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Impact of extended total time off feed on lamb eating quality
MSA TM guidelines for lamb producers and processors ensure a consistent and predictable quality of lamb meat is produced. However, some prime lamb producers are located at distances or situations that result in feed curfew periods falling outside of the guidelines. This project was undertaken to investigate alternative pathways for the supply of lamb to MSA specifications and to examine whether there are any negative welfare implications of these alternative pathways.
Lambs from Kangaroo Island (KI) and from within 2.5h travelling time of the processor had objective measurements of the loin (fresh colour, ph-temperature window, ultimate pH) consistently within threshold limits to achieve acceptable eating quality. There was no difference in shear force (tenderness) of the loin or topside between lamb source. There was no adverse effect of feed curfew (48h, 76h, 91h) on carcase weight or objective eating quality measurements of the loin. There was a significant interaction between lamb source and curfew on ultimate pH of the leg, with lambs with longer curfews having lower values. Lambs from KI were more likely to have dark cutting loins and legs.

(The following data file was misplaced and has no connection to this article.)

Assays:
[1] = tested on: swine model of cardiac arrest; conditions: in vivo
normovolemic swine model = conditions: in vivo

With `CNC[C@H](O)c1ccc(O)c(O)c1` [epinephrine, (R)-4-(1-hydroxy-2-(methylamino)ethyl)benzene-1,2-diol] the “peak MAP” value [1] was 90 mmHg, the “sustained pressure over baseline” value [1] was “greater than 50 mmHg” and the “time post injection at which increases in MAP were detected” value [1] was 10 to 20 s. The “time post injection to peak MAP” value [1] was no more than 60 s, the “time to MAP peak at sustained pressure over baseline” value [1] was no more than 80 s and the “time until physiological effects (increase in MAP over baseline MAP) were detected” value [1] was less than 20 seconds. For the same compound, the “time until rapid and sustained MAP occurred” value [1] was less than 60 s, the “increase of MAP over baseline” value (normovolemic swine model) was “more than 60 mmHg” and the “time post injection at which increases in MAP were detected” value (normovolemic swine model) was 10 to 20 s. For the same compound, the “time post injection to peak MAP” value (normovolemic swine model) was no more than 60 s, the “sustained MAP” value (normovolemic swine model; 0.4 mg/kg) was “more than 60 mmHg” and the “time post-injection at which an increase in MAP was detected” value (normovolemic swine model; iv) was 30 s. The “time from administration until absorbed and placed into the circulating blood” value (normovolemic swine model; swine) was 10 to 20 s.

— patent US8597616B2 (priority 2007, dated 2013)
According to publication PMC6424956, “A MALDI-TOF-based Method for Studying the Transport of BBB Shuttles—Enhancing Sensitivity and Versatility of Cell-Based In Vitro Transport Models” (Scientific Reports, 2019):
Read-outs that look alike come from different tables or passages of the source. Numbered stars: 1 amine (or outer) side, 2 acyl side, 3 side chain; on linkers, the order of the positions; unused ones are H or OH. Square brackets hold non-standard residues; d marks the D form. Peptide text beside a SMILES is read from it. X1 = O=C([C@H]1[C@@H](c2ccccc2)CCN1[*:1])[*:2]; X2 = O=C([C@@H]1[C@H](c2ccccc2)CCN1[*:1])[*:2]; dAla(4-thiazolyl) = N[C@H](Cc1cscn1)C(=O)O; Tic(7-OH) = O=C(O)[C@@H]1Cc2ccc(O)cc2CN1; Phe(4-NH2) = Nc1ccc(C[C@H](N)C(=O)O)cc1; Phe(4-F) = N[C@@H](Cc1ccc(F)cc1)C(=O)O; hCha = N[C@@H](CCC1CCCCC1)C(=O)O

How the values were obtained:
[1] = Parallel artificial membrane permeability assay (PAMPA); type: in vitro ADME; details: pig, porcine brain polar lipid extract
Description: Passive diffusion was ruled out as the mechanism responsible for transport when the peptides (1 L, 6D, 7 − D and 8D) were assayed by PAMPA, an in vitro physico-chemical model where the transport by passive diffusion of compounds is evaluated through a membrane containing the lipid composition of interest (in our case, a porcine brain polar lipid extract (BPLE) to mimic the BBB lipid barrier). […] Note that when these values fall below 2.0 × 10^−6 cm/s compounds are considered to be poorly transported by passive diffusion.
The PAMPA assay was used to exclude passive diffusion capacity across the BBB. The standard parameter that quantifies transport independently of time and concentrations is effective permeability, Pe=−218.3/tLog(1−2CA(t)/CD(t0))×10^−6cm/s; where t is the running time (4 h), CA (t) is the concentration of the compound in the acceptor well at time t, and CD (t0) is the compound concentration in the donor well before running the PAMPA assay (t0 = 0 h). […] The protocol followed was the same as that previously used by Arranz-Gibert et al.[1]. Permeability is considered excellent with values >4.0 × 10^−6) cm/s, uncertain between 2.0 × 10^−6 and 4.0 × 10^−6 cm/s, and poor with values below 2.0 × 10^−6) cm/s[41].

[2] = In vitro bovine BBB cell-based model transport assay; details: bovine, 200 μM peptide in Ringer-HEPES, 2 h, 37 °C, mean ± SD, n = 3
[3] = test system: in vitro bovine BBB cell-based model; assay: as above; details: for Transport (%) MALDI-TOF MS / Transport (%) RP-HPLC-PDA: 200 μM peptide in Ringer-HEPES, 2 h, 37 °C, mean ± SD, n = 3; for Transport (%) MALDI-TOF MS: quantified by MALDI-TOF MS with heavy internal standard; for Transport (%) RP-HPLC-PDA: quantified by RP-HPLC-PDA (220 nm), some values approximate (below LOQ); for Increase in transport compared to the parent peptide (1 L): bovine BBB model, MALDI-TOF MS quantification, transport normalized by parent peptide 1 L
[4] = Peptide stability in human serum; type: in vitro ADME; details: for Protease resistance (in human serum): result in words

None of the welfare indicators (plasma osmolality, urine specific gravity, liveweight loss in lairage, muscle glycogen) were outside normal ranges for healthy sheep, with evidence to suggest that sheep accessed water in lairage.
Extending the feed curfew time of lambs from 48h up to 90h will not detrimentally affect objective measures of eating quality of the loin or affect key animal welfare indicators.
This page was last updated on 16/06/2017
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